Robbins: Born on the Fourth of July is more than just a saying
I called a bike shop in Denver the other day to ask if they were open on the Fourth of July. My plan was to do a little riding around Denver over the holiday weekend.
When I asked if they were open on the Fourth, the guy who answered — I think he said his name was Phil — said, and I quote, “We will be closed on the Fourth, celebrating our nation’s freedom from the oppression of tyranny.”
Not your typical bike line, I thought.
I said, “Was Britain really that great a tyrant?”
Phil replied — and again, I quote — “Apparently, according to the American oligarchs of the time.”
Hmmm… Although “oligarch” probably wasn’t exactly the right term, I got Phil’s point. Phil, I thought, had been doing some heavy thinking while wrastlin’ a hex wrench, never mind the Insane Clown Posse’s “Juggalo Homies” thrumming in the background. Phil was, I thought, a man I should meet when I got to Denver.
Phil, I figured, was not a guy to mess with. I arranged to bring my Trek in on the July 5, when, Phil assured me, the celebrating of our liberation from tyranny would be concluded.
So, I got to thinking.
Other than fireworks, a cold one, and a turkey brat, what exactly are we — or should we be — celebrating on July 4? The short answer is, of course, “our independence.” But what exactly does that mean? And what, exactly did that mean in the context of the times — oligarchs or not?
A birth announcement
Think of the Fourth of July, if you will, as a birth announcement, announcing the birth of an independent nation on July 2, 1776. Yep, July 2, not July 4. July 2 was the date the Continental Congress adopted what was known as the Lee Resolution to declare the united colonies’ independence from Great Britain. July 4 was merely the date of the announcement. But let’s not quibble, the result was pretty much the same.
The Declaration, penned by dashing young Thomas Jefferson, was explicit, detailing the causes that impelled the colonists to avow their separate existence. This “bill of particulars” detailed all the wrongs and injustices visited upon the colonies by Mother England. Before we get there, though, in the opening paragraphs of the Declaration, Jefferson laid out what has come to be known as the American Creed.
He wrote that, in separating from Great Britain, the united colonies grounded their claim to political independence upon individual human rights. Among these were the rights to “life, liberty, and the pursuit of happiness;” rights, Jefferson declared for his generation and all generations in posterity, to which all human beings are said to be equally entitled. Let’s not distract ourselves here with the thorny issue of slavery, which took unfortunate decades to address or the not-so-equal rights of women of the day.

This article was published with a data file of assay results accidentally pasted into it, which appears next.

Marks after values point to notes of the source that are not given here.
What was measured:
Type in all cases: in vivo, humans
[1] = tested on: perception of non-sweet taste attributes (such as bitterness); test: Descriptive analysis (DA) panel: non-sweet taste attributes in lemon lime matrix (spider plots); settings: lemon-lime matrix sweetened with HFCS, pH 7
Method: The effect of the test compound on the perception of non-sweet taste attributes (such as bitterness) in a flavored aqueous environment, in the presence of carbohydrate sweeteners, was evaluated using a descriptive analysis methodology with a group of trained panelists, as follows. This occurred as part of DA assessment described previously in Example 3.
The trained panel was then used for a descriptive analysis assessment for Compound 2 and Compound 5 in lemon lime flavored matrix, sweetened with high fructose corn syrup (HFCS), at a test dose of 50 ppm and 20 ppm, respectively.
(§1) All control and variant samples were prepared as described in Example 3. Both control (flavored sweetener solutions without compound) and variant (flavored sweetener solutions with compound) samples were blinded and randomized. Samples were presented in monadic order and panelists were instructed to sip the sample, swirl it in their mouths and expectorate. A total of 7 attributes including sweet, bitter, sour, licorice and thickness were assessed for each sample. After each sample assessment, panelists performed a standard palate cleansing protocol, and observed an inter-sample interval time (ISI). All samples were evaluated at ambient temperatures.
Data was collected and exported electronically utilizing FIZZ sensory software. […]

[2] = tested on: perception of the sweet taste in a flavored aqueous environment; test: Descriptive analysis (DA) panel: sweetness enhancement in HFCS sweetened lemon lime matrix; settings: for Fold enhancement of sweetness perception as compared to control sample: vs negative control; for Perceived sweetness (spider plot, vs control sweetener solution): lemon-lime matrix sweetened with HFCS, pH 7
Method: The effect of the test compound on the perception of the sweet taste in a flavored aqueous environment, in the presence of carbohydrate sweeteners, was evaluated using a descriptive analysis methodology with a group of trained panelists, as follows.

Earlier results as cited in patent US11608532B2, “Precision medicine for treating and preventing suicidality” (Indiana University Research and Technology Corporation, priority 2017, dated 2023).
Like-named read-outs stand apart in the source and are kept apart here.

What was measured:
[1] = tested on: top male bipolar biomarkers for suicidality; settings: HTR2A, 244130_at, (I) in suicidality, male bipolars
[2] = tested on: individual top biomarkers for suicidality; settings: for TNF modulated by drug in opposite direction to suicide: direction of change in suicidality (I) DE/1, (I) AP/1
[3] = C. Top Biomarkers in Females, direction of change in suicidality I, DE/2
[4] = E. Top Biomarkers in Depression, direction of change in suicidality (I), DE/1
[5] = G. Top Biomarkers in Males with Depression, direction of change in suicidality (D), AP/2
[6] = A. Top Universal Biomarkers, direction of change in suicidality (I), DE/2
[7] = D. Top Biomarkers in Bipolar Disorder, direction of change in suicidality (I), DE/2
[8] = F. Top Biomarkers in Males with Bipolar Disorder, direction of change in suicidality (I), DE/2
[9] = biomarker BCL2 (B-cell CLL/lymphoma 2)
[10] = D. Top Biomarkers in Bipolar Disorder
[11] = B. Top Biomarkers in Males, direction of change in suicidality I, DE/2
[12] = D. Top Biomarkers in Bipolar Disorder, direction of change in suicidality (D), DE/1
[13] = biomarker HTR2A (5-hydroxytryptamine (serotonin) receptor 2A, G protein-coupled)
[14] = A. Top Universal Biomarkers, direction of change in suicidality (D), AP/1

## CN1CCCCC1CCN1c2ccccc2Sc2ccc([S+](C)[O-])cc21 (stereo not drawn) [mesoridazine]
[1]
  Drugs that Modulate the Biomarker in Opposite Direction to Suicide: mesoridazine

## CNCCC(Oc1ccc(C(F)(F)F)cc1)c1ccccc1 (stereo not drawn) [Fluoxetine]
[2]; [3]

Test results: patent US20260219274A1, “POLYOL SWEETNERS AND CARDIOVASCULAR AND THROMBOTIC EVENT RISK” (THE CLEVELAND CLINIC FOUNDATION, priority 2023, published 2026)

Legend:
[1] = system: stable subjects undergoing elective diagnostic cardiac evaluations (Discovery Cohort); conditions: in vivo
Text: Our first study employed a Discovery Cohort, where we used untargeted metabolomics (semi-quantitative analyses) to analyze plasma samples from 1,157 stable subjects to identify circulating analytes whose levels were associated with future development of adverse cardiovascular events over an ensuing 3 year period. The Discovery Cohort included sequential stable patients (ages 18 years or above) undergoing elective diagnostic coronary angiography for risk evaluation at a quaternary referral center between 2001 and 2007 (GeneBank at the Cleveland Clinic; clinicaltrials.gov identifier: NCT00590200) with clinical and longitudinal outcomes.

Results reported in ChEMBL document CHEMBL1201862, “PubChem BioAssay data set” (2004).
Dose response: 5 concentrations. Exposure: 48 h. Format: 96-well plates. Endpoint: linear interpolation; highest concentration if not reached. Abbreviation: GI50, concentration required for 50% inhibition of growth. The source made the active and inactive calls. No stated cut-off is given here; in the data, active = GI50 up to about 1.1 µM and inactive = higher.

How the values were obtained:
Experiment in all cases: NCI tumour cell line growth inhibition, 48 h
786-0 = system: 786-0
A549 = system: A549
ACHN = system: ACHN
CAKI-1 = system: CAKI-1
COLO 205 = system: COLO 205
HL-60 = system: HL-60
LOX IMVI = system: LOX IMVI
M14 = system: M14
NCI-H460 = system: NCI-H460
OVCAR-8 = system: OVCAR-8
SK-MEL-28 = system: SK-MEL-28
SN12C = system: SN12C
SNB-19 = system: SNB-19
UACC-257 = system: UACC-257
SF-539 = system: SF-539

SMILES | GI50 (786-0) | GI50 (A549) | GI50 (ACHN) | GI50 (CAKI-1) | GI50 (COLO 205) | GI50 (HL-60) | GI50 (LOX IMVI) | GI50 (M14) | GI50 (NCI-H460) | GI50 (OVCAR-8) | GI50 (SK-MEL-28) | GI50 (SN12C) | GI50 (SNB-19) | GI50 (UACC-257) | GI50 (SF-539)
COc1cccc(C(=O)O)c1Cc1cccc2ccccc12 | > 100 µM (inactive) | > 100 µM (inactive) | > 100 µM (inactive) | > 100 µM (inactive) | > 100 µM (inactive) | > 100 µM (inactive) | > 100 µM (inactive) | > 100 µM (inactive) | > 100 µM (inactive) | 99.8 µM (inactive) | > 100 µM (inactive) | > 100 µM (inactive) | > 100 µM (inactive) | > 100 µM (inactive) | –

In giving voice to four “self-evident truths” (natural equality, inalienable individual rights, government founded on the consent of the governed, and the people’s right of revolution), Jefferson, on behalf of the colonists, boldly advanced that ours would be a nation based on a set of philosophical principles and beliefs rather than on ties of blood, soil, power, wealth, or lineage. The sentiment, if not the immediate execution of it, was something spectacular and something entirely new under the sun. It’s hard for us to grasp today, but never had this been done before.
This birth announcement was good stuff indeed.
The bill of particulars was (with a tip of my hat to Phil) more nuts and bolts.
Let me, first, however, slip in a little legalism here. “A” (rather than “the”) bill of particulars, at law, is a written statement used in both civil and criminal actions that is submitted by a plaintiff or a prosecutor at the request of a defendant, giving the defendant detailed information concerning the claims or charges made against him or her. As such, “the” Bill of Particulars with which the colonists accused The Crown were the “charges” that the colonists leveled against Olde England.
To coin what is likely a Hatfield-and-McCoy-ism, “them was fightin’ words.” And, as history reveals, fight they did.
The Bill of Particulars laid out 28 specific grievances against the Crown, including limiting self-governance, limiting judiciary powers, the imposition of “foreign” armies among the colonists, limiting free trade, and imposing taxation without representation.
In sum, it was an indictment against the king, against tradition and, yes, Phil, against tyranny.
What we really celebrate on Independence Day is the birth of a new ideal based on the rights of all men rather than silently suffering beneath the weight of moldy tradition and imperial privilege and caprice. We declared, in other words, the right to be ourselves.
By the way, as it turned out, Phil was just as handy with a wrench as he was with a phrase. In another day, he might have thrown his backside on a pew in the Old South Meeting House beside Ben Franklin instead of atop a Troupé Comp Gel saddle.
Happy Independence to us, one and all.
And rock on, Freedom Phil.
Rohn K. Robbins is an attorney licensed before the bars of Colorado and California who practices in the Vail Valley with the law firm of Stevens, Littman, Biddison, Tharp & Weinberg LLC. His practice areas include business and commercial transactions, real estate and development, family law, custody and divorce and civil litigation. Robbins may be reached at 970-926-4461 or at his email address, firstname.lastname@example.org.